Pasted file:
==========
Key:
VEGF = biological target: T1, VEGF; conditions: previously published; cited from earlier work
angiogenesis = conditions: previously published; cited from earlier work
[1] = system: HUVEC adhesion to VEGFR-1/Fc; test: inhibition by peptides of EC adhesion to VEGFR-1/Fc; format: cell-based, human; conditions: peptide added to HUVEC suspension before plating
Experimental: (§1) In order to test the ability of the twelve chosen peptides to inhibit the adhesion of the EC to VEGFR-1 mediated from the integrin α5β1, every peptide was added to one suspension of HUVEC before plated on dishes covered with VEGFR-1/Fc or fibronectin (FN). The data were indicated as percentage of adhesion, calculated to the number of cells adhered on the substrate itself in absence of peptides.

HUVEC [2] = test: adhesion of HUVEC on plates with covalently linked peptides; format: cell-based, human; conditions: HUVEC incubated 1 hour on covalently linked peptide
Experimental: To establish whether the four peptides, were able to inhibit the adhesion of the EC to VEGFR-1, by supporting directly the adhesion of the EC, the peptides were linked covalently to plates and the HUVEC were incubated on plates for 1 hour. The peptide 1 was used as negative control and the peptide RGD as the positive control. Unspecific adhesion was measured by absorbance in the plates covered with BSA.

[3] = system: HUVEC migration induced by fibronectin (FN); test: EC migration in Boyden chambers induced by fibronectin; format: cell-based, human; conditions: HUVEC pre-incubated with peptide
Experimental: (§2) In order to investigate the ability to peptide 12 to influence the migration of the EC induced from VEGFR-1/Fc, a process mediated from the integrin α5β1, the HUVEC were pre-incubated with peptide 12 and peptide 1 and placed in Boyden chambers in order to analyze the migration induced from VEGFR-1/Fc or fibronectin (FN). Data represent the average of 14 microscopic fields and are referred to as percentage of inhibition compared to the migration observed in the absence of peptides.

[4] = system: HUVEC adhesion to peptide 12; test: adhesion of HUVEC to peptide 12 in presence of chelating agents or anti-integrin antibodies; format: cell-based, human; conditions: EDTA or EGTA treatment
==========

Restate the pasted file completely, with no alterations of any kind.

Key:
VEGF = biological target: T1, VEGF; conditions: previously published; cited from earlier work
angiogenesis = conditions: previously published; cited from earlier work
[1] = system: HUVEC adhesion to VEGFR-1/Fc; test: inhibition by peptides of EC adhesion to VEGFR-1/Fc; format: cell-based, human; conditions: peptide added to HUVEC suspension before plating
Experimental: (§1) In order to test the ability of the twelve chosen peptides to inhibit the adhesion of the EC to VEGFR-1 mediated from the integrin α5β1, every peptide was added to one suspension of HUVEC before plated on dishes covered with VEGFR-1/Fc or fibronectin (FN). The data were indicated as percentage of adhesion, calculated to the number of cells adhered on the substrate itself in absence of peptides.

HUVEC [2] = test: adhesion of HUVEC on plates with covalently linked peptides; format: cell-based, human; conditions: HUVEC incubated 1 hour on covalently linked peptide
Experimental: To establish whether the four peptides, were able to inhibit the adhesion of the EC to VEGFR-1, by supporting directly the adhesion of the EC, the peptides were linked covalently to plates and the HUVEC were incubated on plates for 1 hour. The peptide 1 was used as negative control and the peptide RGD as the positive control. Unspecific adhesion was measured by absorbance in the plates covered with BSA.

[3] = system: HUVEC migration induced by fibronectin (FN); test: EC migration in Boyden chambers induced by fibronectin; format: cell-based, human; conditions: HUVEC pre-incubated with peptide
Experimental: (§2) In order to investigate the ability to peptide 12 to influence the migration of the EC induced from VEGFR-1/Fc, a process mediated from the integrin α5β1, the HUVEC were pre-incubated with peptide 12 and peptide 1 and placed in Boyden chambers in order to analyze the migration induced from VEGFR-1/Fc or fibronectin (FN). Data represent the average of 14 microscopic fields and are referred to as percentage of inhibition compared to the migration observed in the absence of peptides.

[4] = system: HUVEC adhesion to peptide 12; test: adhesion of HUVEC to peptide 12 in presence of chelating agents or anti-integrin antibodies; format: cell-based, human; conditions: EDTA or EGTA treatment